HUNTSVILLE, Ala. (WHNT) - From 1942 to 1949, approximately 20,000 African-American men enlisted in the Marine Corps at a time when our nation was at war and the country and military services were resistant to integration.
After completing arduous and segregated basic training at Montford Point Camp, North Carolina, these Marines served with honor ding a critical period in our nation's history.
Montford Point Marines served in some of the bloodiest struggles in the Pacific - Saipan, Guam Tinian, Peleliu, Iwo Jima and Okinawa. Some died in these battles; many others continued their service in Korea and Vietnam.
Montford Point Marines - men like Gilbert "Hashmark" Johnson, Edgar Huff and Frederick C. Branch - are now legends in the rich history of the Marine Corps.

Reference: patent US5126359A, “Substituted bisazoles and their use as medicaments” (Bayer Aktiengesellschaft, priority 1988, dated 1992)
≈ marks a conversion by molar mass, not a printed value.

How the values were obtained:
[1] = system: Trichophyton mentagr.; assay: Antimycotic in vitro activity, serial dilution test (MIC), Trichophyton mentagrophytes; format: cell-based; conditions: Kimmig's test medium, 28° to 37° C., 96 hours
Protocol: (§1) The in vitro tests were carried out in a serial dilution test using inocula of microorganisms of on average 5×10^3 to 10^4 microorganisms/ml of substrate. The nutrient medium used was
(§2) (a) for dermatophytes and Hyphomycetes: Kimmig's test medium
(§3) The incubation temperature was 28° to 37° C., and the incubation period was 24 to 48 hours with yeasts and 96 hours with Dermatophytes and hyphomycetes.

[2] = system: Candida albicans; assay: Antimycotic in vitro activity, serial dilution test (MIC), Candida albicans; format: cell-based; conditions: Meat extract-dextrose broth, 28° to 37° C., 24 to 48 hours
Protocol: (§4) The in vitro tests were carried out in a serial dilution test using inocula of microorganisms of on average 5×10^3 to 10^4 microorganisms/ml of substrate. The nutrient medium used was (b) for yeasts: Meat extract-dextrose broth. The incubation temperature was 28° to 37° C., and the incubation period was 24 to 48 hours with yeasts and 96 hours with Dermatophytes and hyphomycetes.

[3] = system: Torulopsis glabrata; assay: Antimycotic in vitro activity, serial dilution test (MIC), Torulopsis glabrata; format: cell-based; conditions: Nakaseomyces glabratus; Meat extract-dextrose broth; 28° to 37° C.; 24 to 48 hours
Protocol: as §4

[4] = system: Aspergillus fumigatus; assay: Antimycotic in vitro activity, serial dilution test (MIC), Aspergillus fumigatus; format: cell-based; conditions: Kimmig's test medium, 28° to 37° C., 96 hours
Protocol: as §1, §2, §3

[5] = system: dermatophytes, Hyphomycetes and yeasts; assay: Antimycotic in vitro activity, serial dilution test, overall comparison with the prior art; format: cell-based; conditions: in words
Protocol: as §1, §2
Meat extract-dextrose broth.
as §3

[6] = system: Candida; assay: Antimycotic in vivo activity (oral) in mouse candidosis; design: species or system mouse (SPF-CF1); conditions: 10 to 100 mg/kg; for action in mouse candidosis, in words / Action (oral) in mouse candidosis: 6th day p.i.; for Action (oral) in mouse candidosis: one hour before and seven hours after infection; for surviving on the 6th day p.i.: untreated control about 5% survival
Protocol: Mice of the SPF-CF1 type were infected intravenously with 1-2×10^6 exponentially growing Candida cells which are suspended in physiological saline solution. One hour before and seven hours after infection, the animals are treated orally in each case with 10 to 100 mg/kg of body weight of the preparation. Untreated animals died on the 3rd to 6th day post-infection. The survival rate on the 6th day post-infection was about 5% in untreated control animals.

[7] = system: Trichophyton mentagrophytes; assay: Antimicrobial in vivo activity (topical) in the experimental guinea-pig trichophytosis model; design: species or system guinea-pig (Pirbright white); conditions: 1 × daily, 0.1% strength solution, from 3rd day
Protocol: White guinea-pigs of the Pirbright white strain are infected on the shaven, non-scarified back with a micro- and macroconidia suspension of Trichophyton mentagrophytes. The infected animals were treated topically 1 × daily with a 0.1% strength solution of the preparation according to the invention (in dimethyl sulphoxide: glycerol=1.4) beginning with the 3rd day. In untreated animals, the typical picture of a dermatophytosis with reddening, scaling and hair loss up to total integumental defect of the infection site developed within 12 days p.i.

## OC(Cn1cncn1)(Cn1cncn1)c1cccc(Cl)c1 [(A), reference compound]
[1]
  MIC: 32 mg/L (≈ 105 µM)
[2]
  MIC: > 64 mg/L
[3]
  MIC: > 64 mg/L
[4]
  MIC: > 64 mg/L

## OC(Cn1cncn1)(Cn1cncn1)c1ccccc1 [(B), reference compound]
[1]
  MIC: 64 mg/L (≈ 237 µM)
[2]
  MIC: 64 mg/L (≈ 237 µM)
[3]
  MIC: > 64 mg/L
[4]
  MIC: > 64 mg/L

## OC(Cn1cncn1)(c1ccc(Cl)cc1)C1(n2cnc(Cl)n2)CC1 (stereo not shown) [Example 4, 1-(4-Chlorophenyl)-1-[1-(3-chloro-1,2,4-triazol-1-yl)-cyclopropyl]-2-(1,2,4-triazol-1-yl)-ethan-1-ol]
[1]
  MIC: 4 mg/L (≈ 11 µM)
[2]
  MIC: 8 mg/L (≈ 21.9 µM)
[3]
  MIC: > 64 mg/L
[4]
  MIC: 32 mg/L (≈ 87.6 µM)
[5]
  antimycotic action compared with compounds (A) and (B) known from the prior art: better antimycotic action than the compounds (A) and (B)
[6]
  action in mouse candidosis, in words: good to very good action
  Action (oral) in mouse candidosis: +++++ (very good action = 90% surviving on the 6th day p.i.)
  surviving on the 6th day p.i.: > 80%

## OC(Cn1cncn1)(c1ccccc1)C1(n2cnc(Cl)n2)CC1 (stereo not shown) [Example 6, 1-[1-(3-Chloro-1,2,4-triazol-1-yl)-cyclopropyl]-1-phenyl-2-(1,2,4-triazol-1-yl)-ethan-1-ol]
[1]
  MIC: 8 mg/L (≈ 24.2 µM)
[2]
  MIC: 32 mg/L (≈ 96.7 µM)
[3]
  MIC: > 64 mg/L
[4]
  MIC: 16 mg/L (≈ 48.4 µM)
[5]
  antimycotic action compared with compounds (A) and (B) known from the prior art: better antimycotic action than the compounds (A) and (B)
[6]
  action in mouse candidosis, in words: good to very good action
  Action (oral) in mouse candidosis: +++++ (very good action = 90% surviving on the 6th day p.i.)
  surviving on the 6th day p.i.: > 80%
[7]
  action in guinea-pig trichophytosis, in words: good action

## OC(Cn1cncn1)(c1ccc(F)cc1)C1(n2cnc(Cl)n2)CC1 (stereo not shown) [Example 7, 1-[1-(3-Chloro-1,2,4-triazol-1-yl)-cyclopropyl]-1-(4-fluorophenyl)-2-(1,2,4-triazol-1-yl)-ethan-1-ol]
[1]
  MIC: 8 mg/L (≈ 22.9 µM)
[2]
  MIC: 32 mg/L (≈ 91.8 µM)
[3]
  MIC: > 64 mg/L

In 1944, Walter Palmer deployed to the Pacific Theater in direct support of combat operations in WWII. During his tenure, he was promoted to private first class.
In 2012 congress conferred our nation's highest civilian award on the Montford Point Marines. Unaware of the honor due him, it took until 2014 for Palmer to get his gold.
Small in stature but big on humility, Palmer kept his comments brief, simply thanking everyone for coming to the ceremony in his honor.
Walter Palmer - a humble representative of the legacy of service and sacrifice of all Marines who earned the eagle, globe and anchor at Montford Point Camp.